Which did not deter me from spending $13 on a blank book, though, at a fancy-ass paper and notecard store down the street. It's a really nice one, though. Somehow I could justify this in my mind (and I also returned a few days later to buy another, bigger, more expensive one).
Lots of things to look at, lots of people to see. Your typical college students and older people who like to hang out where the college students are. I don't need to spell out the variety of stores for you -- you already know what they are.
I bought the new Magic Whistle and a reprint of the first issue of Palookaville at the comic book store. This made up, somehow, for not buying the records. After walking around for a while, we decided to go try to find this bookstore I had heard about, located in another part of town.
It took a bit of driving, but we finally found it, with a detour on the way to stop at a thrift store, where Z. bought some ugly pants to use as part of his Halloween costume.
The store is called Page One, and there are actually two of them - a big store carrying all new books, and then a used store across the street. They're both located in pretty generic strip malls, which I wasn't expecting, but they're both good stores. The new store had a really large magazine selection, which I liked. I did buy any books, though, because I am lame. I did buy two packs of PeopleCards, which are these pretty cool trading cards that feature regular, everyday people. I got some really silly lumpy people, and I was pleased.
Indian food for dinner. I had saag paneer, which was good. Z. did not have saag paneer, and that was also good. Mango lassi was also involved. And some pappadums.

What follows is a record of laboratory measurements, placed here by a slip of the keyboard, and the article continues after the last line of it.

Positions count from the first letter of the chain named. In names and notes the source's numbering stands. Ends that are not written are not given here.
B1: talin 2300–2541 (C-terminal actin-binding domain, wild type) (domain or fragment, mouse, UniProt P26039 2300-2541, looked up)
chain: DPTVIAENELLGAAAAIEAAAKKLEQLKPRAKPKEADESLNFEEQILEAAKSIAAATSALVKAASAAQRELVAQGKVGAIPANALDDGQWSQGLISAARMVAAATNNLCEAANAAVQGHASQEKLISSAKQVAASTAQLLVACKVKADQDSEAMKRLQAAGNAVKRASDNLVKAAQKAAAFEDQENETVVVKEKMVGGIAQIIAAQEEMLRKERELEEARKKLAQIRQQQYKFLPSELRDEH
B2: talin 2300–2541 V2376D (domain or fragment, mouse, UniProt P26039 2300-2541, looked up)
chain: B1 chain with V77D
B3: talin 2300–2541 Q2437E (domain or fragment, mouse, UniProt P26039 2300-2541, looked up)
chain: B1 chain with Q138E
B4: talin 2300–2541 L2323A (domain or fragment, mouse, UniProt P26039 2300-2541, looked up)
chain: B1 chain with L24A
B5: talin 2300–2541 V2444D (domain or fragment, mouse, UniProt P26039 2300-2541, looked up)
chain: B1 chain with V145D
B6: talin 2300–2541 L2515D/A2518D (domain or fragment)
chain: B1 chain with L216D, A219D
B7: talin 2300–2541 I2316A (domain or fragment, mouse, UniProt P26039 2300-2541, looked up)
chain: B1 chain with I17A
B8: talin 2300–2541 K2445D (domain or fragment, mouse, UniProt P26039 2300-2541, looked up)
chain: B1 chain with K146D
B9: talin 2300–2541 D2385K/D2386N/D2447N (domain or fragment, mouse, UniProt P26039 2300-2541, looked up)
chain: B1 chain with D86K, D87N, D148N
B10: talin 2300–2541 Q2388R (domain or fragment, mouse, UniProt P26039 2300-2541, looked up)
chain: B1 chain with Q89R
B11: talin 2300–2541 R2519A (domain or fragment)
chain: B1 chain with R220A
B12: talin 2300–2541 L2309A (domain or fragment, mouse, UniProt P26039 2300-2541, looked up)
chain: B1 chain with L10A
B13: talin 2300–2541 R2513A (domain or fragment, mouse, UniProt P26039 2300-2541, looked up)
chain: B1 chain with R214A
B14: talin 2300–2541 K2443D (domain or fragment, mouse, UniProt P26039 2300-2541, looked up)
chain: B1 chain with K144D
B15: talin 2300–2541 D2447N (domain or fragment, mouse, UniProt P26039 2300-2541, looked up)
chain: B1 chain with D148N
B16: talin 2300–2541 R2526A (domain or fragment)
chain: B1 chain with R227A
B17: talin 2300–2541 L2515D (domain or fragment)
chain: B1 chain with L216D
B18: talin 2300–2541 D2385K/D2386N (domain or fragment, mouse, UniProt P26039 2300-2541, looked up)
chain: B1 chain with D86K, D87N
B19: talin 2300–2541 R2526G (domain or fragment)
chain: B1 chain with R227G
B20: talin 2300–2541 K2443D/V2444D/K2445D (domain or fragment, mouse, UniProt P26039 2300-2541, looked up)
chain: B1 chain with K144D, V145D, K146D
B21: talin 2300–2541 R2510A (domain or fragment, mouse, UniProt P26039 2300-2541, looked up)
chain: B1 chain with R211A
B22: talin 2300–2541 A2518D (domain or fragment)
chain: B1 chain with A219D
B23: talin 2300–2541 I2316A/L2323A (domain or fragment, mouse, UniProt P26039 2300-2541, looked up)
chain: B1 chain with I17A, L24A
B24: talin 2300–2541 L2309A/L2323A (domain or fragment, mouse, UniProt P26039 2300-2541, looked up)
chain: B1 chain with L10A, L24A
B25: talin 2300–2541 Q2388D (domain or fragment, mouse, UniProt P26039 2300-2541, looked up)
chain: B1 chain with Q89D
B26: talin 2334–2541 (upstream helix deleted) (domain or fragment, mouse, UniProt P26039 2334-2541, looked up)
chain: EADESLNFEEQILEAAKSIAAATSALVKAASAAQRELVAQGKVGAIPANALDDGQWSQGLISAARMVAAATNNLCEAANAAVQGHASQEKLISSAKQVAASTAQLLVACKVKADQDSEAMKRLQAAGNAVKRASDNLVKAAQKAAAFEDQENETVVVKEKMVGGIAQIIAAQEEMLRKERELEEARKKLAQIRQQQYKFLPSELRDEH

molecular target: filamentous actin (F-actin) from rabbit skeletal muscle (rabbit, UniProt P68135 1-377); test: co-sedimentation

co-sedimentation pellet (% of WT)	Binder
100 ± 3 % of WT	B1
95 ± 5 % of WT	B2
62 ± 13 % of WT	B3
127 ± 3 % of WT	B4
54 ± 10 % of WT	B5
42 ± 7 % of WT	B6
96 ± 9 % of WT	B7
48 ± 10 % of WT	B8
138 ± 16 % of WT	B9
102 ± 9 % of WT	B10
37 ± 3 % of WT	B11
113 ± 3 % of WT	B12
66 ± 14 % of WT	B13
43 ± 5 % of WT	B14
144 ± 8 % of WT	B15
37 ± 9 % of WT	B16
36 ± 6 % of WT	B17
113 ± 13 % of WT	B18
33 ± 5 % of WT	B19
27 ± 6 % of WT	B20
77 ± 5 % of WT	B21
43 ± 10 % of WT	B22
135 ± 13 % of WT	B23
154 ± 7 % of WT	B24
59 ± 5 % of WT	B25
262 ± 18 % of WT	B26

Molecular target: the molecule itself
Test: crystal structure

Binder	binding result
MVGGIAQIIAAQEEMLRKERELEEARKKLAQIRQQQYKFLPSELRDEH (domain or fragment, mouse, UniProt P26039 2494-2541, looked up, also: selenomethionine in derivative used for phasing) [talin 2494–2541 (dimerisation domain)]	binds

The drive back to Zuni was uneventful, which is as it should be, and we were tired and whiny when we got back.
Sunday, 28 October, 2001
Sunday was a mellow day. We stayed close to the apartment, eating leftover Indian food and some Girl Scout cookies (Samoas) that Z. had squirreled away in his fridge. We listened to CDs, tormented the cats with the laser pointer some more and drank beer. Z. got me to drink a Bud Light voluntarily. It was the only beer available, and it was cold and alcoholic, so after a beer or two I didn't mind. All the teachers down there do a lot of beer drinking, because there isn't much else to do. When you start drinking in quantity, your regard for quality vanishes bit by bit. Bud Light is considered by some down there to be the "good beer." It was sort of a refreshing thing to drink, in some respects. You don't have to think about how it tastes. You don't have to be too concerned with how much it cost. After you're done with a can, you can throw it at the cat or at a roadside sign and not do too much damage.
During the afternoon (pre-beer), we drove around the town of Zuni a bit. There are a lot of dogs there, along with some really nice rock formations and a lot of mobile homes. We drove out on some of the back roads, looking at old abandoned cars slowly becoming part of the landscape. We also went to the town museum and looked at exhibits and then also stopped at some stores selling jewelry and other traditional crafts. I tried on some really gorgeous bracelets, but even with Z.'s discount, I still couldn't afford one. Maybe some other visit.
At night, I packed a bit and we sat around some more, playing CDs and drinking beer. It was a good time.